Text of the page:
Last week, President Obama clumsily announced that it would be "unprecedented" for the Supreme Court to strike down "a law that was passed by a strong majority of a democratically elected Congress." This week, his words are already having an effect in the courts—but not the effect he hoped for. Yesterday, in another case challenging Obamacare, the U.S. Court of Appeals for the Fifth Circuit ordered Justice Department lawyers for a briefing on whether the Justice Department actually believes what the president said.
We can expect the Justice Department lawyers, with the help of the White House counsel, to walk back the president's statement in a hurry. In fact, President Obama is already walking it back himself, as Steve Hayes noted last night.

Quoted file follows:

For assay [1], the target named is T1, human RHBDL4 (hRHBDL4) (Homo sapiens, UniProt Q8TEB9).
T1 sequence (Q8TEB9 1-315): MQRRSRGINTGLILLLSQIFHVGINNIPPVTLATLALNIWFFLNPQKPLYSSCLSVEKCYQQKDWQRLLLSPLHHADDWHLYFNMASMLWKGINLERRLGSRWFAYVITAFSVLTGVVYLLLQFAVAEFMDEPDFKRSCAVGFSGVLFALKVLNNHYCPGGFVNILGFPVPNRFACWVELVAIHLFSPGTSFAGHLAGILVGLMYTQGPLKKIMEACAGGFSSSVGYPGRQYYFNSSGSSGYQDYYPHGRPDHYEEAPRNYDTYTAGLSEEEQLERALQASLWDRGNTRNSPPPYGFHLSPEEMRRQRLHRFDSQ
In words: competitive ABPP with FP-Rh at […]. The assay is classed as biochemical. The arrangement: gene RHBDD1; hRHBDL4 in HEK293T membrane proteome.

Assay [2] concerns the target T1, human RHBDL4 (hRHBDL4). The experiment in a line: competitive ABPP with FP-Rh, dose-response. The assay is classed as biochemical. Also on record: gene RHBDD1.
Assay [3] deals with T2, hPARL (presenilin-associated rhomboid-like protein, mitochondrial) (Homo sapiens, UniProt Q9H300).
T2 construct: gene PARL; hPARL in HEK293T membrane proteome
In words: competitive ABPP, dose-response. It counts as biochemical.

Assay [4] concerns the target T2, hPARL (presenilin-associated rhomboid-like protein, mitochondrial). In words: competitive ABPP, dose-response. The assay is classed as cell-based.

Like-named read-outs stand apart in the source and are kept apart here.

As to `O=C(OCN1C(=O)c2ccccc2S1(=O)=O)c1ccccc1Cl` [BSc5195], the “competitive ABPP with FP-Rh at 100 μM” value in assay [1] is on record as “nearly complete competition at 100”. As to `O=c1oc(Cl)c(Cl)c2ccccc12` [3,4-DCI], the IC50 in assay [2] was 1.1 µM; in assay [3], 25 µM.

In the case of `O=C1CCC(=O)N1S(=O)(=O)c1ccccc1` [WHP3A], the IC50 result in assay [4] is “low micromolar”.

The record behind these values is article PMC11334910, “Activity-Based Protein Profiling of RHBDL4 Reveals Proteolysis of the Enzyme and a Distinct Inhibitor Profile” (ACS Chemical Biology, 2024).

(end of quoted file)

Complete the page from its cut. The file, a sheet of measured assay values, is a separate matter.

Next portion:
But the president's most recent "clarification" is no great improvement on last week's mistake. In his re-explanation yesterday, President Obama—a former law professor, Harvard Law Review president, and "the best student that" Harvard's Laurence Tribe "ever had"—continued to demonstrate a surprisingly poor grasp on constitutional law and Supreme Court history.